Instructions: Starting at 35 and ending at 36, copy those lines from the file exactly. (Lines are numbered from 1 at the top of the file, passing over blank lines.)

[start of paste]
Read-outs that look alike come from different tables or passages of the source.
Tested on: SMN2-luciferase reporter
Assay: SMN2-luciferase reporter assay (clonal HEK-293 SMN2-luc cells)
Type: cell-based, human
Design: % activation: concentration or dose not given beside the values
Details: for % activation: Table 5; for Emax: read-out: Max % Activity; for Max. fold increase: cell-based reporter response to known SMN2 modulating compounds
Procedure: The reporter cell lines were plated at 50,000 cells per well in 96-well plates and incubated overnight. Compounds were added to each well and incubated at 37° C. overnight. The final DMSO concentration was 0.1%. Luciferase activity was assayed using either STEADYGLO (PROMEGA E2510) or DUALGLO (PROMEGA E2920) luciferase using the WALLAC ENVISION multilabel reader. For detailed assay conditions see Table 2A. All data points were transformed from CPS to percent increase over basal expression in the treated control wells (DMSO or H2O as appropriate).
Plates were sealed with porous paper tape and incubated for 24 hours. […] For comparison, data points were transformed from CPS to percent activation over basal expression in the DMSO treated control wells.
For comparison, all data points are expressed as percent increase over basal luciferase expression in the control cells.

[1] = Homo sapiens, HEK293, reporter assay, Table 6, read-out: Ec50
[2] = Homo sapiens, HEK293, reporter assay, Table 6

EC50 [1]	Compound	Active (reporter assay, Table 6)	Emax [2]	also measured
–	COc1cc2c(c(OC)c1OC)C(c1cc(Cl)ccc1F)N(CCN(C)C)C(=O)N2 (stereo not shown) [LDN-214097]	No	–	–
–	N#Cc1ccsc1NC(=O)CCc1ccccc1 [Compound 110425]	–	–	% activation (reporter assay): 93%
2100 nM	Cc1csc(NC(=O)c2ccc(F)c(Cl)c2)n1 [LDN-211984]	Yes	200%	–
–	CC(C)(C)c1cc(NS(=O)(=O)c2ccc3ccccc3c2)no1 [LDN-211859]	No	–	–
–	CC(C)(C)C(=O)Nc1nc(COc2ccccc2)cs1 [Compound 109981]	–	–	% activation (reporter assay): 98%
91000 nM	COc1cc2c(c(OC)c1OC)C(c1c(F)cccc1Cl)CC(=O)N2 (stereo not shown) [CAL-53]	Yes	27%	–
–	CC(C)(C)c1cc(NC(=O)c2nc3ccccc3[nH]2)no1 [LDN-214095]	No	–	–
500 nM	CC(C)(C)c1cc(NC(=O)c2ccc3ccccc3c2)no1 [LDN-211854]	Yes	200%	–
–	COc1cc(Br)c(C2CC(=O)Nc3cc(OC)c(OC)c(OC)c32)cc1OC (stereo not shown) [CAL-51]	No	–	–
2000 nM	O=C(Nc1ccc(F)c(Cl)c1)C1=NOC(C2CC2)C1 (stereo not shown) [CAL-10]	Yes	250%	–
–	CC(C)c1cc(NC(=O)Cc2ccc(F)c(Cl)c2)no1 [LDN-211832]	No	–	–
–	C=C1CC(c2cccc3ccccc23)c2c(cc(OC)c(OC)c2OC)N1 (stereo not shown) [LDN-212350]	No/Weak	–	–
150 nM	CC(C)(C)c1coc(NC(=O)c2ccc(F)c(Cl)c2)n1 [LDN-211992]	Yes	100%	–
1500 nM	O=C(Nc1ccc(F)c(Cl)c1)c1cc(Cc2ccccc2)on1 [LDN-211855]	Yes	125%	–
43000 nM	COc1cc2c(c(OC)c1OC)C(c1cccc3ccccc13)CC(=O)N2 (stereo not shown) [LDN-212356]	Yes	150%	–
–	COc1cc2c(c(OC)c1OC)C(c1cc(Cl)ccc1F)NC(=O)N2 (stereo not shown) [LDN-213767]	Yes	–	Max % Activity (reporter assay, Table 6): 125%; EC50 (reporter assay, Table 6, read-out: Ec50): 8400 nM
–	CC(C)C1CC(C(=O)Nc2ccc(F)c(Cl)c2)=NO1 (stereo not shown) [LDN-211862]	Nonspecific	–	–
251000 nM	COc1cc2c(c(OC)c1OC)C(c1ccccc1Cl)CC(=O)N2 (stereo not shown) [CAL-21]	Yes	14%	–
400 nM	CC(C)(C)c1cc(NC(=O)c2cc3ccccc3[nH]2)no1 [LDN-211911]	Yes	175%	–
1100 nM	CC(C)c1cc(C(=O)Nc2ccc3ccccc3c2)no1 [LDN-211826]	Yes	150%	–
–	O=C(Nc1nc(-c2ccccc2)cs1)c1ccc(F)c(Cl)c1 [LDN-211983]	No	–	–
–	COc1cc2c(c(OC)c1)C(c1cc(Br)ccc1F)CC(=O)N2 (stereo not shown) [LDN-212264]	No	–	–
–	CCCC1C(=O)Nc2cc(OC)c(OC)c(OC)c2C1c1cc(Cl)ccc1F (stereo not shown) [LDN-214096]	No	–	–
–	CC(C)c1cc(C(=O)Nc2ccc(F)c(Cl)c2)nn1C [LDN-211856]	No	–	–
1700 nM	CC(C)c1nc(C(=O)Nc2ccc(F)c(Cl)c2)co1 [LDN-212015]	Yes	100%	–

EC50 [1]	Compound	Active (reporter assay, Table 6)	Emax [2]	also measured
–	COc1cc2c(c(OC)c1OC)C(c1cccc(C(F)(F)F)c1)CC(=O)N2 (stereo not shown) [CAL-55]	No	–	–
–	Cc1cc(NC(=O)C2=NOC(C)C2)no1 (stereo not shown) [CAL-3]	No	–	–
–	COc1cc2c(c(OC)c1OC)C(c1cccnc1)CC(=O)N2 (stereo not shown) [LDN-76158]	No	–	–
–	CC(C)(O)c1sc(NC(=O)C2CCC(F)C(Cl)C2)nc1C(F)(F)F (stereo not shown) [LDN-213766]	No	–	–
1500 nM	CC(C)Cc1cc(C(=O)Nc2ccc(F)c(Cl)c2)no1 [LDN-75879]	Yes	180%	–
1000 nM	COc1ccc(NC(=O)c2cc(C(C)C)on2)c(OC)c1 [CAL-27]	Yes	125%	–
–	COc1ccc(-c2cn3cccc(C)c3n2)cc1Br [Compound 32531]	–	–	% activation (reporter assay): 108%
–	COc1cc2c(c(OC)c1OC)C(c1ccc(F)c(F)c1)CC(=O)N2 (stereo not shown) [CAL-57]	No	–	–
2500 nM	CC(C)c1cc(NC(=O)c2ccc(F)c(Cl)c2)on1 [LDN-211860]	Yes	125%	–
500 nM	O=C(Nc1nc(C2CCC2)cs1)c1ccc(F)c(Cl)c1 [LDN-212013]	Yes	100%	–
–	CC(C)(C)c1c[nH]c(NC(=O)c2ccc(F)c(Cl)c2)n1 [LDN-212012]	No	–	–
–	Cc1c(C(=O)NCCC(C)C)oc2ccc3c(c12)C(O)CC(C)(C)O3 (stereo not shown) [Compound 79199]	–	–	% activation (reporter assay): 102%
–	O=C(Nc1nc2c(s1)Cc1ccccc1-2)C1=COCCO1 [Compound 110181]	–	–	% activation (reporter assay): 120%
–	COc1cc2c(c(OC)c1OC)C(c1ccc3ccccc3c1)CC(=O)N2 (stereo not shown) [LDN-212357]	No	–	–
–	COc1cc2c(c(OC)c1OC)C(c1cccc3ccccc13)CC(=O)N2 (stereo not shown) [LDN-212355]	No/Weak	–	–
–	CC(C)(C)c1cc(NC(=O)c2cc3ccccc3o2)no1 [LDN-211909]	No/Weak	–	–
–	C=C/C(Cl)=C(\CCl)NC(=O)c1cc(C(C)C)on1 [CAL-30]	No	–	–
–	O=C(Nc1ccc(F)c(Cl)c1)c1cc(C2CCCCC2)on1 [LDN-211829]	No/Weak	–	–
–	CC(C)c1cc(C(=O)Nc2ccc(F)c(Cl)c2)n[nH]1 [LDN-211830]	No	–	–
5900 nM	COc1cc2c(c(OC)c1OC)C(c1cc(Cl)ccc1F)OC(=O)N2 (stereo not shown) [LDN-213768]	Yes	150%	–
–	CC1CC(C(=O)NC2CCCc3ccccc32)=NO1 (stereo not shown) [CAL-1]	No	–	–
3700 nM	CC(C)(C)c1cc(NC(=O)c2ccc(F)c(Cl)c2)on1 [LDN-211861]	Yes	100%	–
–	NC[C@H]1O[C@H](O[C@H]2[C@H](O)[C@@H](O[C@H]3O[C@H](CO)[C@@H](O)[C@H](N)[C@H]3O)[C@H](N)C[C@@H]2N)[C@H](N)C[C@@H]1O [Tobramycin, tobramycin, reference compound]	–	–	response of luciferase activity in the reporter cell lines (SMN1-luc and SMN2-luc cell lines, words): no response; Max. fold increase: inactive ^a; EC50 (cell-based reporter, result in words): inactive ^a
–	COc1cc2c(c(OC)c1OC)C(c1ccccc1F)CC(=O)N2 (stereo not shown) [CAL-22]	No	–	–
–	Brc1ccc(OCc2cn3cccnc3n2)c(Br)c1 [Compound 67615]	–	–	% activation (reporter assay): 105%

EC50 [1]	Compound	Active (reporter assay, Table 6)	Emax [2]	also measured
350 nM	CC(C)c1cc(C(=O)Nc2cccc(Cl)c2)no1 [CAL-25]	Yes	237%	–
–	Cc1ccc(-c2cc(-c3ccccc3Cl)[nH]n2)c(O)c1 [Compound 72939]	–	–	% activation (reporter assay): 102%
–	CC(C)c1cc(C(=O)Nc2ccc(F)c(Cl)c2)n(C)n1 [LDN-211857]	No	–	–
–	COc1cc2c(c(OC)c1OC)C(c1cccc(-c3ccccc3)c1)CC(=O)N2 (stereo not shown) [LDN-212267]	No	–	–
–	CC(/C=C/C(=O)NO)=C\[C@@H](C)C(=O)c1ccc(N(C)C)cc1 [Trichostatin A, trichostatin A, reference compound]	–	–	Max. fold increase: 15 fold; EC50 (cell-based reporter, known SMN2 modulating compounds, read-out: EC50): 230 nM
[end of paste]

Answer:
–	CCCC1C(=O)Nc2cc(OC)c(OC)c(OC)c2C1c1cc(Cl)ccc1F (stereo not shown) [LDN-214096]	No	–	–
–	CC(C)c1cc(C(=O)Nc2ccc(F)c(Cl)c2)nn1C [LDN-211856]	No	–	–